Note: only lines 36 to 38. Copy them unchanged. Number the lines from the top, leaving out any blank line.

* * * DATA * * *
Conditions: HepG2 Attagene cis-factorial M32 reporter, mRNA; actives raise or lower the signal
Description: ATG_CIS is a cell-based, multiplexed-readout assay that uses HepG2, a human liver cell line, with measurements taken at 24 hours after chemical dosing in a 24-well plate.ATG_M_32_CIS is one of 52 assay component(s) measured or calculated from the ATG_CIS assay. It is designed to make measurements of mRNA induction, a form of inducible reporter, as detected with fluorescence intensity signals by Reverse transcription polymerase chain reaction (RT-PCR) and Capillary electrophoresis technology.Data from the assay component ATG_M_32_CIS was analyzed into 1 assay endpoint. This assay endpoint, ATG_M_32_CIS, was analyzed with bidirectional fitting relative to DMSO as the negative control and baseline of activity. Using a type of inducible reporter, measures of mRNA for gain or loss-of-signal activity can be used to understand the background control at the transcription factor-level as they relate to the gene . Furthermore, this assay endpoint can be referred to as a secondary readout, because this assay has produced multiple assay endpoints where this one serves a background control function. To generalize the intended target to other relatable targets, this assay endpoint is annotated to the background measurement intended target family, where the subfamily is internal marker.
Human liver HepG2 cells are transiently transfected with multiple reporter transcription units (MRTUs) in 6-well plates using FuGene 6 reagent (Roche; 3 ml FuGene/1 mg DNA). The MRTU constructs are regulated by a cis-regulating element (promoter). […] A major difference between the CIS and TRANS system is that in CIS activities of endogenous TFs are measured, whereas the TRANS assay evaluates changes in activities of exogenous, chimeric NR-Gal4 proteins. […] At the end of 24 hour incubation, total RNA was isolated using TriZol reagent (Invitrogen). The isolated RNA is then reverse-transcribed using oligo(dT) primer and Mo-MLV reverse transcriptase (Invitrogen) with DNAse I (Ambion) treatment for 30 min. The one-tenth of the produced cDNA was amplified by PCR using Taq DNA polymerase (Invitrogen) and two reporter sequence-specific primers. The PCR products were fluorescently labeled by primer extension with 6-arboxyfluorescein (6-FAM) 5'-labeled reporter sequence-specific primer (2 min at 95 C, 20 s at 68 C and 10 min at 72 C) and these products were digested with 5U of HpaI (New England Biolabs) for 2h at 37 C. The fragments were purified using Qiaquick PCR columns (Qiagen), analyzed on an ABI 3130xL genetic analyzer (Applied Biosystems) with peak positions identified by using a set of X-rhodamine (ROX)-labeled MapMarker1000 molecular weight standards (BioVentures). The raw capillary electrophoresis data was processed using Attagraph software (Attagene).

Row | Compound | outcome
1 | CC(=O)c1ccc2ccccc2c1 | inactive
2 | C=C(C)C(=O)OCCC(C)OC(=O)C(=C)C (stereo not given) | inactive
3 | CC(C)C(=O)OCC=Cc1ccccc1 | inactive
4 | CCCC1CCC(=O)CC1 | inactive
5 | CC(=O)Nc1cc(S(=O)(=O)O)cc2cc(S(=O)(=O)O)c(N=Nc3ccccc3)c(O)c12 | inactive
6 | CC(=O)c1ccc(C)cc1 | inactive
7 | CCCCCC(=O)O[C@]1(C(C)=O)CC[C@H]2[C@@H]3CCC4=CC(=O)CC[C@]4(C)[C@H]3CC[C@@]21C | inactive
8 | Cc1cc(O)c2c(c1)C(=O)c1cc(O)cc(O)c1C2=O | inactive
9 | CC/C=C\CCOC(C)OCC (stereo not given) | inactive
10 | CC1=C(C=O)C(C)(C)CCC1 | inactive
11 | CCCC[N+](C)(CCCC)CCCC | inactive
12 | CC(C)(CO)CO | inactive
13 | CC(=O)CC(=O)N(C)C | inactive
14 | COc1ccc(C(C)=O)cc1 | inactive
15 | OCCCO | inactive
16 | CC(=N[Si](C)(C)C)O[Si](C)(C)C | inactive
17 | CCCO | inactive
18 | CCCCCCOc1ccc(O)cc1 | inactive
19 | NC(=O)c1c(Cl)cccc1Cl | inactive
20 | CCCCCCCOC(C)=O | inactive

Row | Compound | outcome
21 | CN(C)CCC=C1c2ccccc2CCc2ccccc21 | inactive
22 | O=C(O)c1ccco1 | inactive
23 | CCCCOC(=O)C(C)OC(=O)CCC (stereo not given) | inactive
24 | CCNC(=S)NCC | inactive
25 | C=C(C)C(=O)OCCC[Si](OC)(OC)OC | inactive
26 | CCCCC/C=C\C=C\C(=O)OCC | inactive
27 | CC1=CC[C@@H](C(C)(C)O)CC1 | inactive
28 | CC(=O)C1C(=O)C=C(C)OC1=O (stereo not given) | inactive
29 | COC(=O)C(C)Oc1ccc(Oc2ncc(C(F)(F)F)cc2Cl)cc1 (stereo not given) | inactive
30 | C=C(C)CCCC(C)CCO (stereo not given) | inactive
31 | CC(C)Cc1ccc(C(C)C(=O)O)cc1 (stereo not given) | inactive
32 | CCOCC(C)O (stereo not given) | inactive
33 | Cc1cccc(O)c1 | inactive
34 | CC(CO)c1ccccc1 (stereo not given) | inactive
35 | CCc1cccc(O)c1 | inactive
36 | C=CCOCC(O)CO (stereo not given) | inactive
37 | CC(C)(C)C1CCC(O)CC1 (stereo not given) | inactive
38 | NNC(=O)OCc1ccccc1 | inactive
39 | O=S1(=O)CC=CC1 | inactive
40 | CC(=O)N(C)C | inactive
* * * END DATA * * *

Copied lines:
31 | CC(C)Cc1ccc(C(C)C(=O)O)cc1 (stereo not given) | inactive
32 | CCOCC(C)O (stereo not given) | inactive
33 | Cc1cccc(O)c1 | inactive